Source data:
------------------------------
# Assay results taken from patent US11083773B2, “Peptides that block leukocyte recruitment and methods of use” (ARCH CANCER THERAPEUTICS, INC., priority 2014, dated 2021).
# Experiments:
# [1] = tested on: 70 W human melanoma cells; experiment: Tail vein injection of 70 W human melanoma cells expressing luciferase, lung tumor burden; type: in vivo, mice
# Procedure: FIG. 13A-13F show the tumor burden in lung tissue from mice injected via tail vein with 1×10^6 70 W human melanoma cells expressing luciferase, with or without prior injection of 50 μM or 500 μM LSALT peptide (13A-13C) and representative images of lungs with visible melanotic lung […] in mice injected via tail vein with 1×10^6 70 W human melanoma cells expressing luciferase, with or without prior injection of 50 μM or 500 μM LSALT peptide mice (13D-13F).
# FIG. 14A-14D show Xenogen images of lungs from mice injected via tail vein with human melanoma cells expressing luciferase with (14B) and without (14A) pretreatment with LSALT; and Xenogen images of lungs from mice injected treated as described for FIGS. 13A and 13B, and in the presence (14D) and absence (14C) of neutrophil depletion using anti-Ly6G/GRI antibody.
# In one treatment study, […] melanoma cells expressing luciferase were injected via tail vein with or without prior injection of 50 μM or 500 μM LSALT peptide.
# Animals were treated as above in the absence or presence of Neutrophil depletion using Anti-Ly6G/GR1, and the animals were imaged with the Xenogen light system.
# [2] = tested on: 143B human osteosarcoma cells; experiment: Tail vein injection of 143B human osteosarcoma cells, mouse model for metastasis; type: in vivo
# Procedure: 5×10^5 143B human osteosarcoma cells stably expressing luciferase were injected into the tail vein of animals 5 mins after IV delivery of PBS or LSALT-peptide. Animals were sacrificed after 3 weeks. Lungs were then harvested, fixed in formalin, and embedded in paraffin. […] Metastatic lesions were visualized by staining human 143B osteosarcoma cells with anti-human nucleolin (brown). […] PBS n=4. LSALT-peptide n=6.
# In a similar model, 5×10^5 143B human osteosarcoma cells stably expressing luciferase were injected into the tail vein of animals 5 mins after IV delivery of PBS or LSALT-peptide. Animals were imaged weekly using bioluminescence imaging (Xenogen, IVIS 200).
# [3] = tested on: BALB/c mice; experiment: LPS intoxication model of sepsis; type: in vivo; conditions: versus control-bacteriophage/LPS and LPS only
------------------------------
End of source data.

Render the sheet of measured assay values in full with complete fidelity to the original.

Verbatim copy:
# Assay results taken from patent US11083773B2, “Peptides that block leukocyte recruitment and methods of use” (ARCH CANCER THERAPEUTICS, INC., priority 2014, dated 2021).
# Experiments:
# [1] = tested on: 70 W human melanoma cells; experiment: Tail vein injection of 70 W human melanoma cells expressing luciferase, lung tumor burden; type: in vivo, mice
# Procedure: FIG. 13A-13F show the tumor burden in lung tissue from mice injected via tail vein with 1×10^6 70 W human melanoma cells expressing luciferase, with or without prior injection of 50 μM or 500 μM LSALT peptide (13A-13C) and representative images of lungs with visible melanotic lung […] in mice injected via tail vein with 1×10^6 70 W human melanoma cells expressing luciferase, with or without prior injection of 50 μM or 500 μM LSALT peptide mice (13D-13F).
# FIG. 14A-14D show Xenogen images of lungs from mice injected via tail vein with human melanoma cells expressing luciferase with (14B) and without (14A) pretreatment with LSALT; and Xenogen images of lungs from mice injected treated as described for FIGS. 13A and 13B, and in the presence (14D) and absence (14C) of neutrophil depletion using anti-Ly6G/GRI antibody.
# In one treatment study, […] melanoma cells expressing luciferase were injected via tail vein with or without prior injection of 50 μM or 500 μM LSALT peptide.
# Animals were treated as above in the absence or presence of Neutrophil depletion using Anti-Ly6G/GR1, and the animals were imaged with the Xenogen light system.
# [2] = tested on: 143B human osteosarcoma cells; experiment: Tail vein injection of 143B human osteosarcoma cells, mouse model for metastasis; type: in vivo
# Procedure: 5×10^5 143B human osteosarcoma cells stably expressing luciferase were injected into the tail vein of animals 5 mins after IV delivery of PBS or LSALT-peptide. Animals were sacrificed after 3 weeks. Lungs were then harvested, fixed in formalin, and embedded in paraffin. […] Metastatic lesions were visualized by staining human 143B osteosarcoma cells with anti-human nucleolin (brown). […] PBS n=4. LSALT-peptide n=6.
# In a similar model, 5×10^5 143B human osteosarcoma cells stably expressing luciferase were injected into the tail vein of animals 5 mins after IV delivery of PBS or LSALT-peptide. Animals were imaged weekly using bioluminescence imaging (Xenogen, IVIS 200).
# [3] = tested on: BALB/c mice; experiment: LPS intoxication model of sepsis; type: in vivo; conditions: versus control-bacteriophage/LPS and LPS only